Posted by Richard Armstrong at 09:48 AM, Jan 23, 2007

When I first moved here I could not understand what such an ugly thing was doing on the best public space in the city.This is the time to act. Re-place with a cut and cover tunnel. Seattle is known as being one of the most beautiful citys in the world, now lets make it truly a beautiful city by taking down the wall that holds us back.The future generations will thank us if we do.The tourism and money generated will pay back the difference in cost from Viaduct or tunnel. Its worth the 20% more in cost if its going to open the waterfront. Seattle is so MetroNatural then lets make it clean and beautiful with a new park that go's from Olympic Sculpture Park right down to the stadiums.Lets do it right!

Posted by Michael Moynihan at 09:50 AM, Jan 23, 2007

Isn't the tunnel "option" contingent on RTID passing in the fall? That would mean additional taxes, so if there are going to be taxes on top of the new RTID taxes for a tunnel, I'd want to know what those are, who they would fall on, and how long they would last. That is the kind of information voters need to make a rational decision. That is the kind of information monorail did not provide - let's not repeat our civic mistakes!

Posted by Bert Heinlich at 09:50 AM, Jan 23, 2007

I think the viaduct should be torn down, not rebuilt and that people should seriously consider other forms of transportation. At this rate, we're going to be struggling to keep up with increasing traffic as the population in the area continues to increase. There is only so much room for roads and freeways. We should look to cities like San Francisco to come up with ways to make effective public transportation a reality. Bigger, wider highways is not the way to go.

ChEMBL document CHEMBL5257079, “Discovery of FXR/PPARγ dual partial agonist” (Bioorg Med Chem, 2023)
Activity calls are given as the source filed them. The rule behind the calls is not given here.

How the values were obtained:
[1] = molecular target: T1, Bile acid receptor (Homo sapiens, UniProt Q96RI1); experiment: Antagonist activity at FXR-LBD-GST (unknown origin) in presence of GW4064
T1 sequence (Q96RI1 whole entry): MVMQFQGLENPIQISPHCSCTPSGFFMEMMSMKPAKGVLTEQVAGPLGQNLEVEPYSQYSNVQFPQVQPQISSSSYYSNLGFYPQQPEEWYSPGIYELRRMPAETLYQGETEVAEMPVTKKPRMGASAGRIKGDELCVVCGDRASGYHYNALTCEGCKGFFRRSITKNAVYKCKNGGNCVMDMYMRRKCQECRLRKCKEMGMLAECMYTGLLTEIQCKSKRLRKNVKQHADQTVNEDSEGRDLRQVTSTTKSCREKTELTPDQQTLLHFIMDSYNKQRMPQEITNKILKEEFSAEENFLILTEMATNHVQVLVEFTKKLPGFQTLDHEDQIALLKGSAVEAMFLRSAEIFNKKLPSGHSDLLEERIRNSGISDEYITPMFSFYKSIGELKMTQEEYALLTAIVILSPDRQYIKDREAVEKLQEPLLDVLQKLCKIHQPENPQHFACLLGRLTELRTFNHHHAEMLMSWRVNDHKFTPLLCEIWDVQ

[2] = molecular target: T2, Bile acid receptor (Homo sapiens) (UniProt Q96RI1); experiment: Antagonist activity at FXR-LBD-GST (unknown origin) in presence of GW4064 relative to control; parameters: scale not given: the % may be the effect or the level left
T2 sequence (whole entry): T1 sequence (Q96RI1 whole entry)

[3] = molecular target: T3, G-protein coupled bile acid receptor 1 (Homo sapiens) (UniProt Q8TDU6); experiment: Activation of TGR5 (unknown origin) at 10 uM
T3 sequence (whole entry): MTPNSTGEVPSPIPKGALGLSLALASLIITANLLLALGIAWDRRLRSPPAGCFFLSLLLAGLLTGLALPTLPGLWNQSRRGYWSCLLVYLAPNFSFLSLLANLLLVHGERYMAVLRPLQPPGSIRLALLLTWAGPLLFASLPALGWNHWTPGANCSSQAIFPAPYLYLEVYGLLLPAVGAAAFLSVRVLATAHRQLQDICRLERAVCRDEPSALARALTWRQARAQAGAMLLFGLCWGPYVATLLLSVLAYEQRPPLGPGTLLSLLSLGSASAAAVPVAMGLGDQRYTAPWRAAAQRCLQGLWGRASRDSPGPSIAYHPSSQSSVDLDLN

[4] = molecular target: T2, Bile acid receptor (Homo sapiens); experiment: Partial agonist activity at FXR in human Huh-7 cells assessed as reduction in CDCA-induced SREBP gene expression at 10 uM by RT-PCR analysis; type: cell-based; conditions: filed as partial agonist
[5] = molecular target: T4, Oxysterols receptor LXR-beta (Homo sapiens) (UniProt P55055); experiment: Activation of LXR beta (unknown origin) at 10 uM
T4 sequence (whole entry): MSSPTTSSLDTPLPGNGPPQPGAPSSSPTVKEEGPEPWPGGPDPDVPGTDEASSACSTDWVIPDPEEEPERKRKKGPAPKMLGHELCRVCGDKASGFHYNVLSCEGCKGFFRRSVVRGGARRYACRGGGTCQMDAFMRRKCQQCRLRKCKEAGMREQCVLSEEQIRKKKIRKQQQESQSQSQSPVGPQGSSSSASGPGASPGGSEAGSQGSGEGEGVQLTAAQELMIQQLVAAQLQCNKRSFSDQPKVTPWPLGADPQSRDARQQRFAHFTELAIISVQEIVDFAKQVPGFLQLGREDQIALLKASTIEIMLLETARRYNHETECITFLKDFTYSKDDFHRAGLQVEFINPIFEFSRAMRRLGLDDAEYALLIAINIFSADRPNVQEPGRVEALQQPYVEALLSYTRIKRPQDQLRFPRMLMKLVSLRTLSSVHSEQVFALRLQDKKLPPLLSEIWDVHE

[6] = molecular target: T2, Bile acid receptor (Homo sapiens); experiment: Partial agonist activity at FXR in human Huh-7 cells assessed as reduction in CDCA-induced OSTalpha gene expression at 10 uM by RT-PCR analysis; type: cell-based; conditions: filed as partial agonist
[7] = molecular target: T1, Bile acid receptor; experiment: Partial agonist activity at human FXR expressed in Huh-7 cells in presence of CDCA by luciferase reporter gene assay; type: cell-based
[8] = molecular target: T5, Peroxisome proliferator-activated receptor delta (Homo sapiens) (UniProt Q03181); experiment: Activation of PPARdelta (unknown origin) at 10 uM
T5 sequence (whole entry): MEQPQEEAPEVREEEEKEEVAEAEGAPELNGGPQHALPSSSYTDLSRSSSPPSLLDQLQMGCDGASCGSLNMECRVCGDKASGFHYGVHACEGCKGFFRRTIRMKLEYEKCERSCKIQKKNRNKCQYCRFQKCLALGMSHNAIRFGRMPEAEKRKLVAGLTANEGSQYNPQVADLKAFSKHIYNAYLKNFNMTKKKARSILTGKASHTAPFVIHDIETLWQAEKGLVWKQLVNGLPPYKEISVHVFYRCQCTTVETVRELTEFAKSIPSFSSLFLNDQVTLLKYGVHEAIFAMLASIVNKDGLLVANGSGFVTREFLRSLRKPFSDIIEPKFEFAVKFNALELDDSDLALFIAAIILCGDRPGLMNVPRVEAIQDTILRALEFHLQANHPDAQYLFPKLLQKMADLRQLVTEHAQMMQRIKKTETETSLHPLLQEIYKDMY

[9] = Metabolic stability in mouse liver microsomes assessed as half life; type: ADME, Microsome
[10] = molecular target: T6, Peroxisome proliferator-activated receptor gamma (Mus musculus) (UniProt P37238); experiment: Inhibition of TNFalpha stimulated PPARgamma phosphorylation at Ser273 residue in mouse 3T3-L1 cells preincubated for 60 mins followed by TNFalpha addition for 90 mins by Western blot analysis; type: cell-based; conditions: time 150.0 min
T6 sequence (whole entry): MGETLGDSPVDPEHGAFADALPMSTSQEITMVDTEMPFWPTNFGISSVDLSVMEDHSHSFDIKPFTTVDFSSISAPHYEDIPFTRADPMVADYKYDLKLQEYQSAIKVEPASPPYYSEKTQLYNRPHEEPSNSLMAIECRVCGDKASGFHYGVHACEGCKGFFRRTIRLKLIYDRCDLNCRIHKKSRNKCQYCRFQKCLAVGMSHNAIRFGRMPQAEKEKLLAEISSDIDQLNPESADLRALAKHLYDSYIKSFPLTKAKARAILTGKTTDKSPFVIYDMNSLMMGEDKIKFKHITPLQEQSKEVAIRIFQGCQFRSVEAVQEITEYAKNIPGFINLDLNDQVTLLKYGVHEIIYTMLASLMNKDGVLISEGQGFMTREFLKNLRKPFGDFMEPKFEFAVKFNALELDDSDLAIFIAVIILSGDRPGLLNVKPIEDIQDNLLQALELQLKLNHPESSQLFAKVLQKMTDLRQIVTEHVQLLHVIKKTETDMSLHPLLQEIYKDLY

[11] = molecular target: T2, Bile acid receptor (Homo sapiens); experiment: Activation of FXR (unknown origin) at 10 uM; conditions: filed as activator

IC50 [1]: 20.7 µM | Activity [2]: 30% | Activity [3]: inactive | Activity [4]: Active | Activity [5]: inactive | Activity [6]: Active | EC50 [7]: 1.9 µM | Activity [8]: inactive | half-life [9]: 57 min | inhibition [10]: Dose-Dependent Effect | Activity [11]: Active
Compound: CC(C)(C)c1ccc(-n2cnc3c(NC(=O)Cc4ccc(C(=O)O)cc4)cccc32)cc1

Posted by George Thomas at 10:03 AM, Jan 23, 2007

When will this state's leaders do some actual leading? Or, for that matter, when will any leader in this state? Even the Olympic Sculpture Park took ten years to go from approval to completion! Having come from Minneapolis, where politicians and other leaders actually lead... well, the frustration with the wimpy, waffling system here is just enormous and so perplexing. Why do we have to kill everything with democratic process? At this point, I'd praise a totalitarian.

Posted by Jenny Rose Ryan at 10:50 AM, Jan 23, 2007

1. Tear down the Viaduct.

2. Use funds to build a streetcar/ light rail network along waterfront.

3. Build parking garages north/south of downtown connected to new rail.

4. Impose a car tax for those driving in downtown, like London.

You want to go downtown? Get out of your car.

This preserves passenger capacity, opens the waterfront, is environmentally friendly, and good for waterfront businesses.

Posted by Ray at 11:25 AM, Jan 23, 2007

Spend five or ten million to reinforce the existing structure and revisit the prospect of new construction, (tunnel or otherwise) in five or ten years.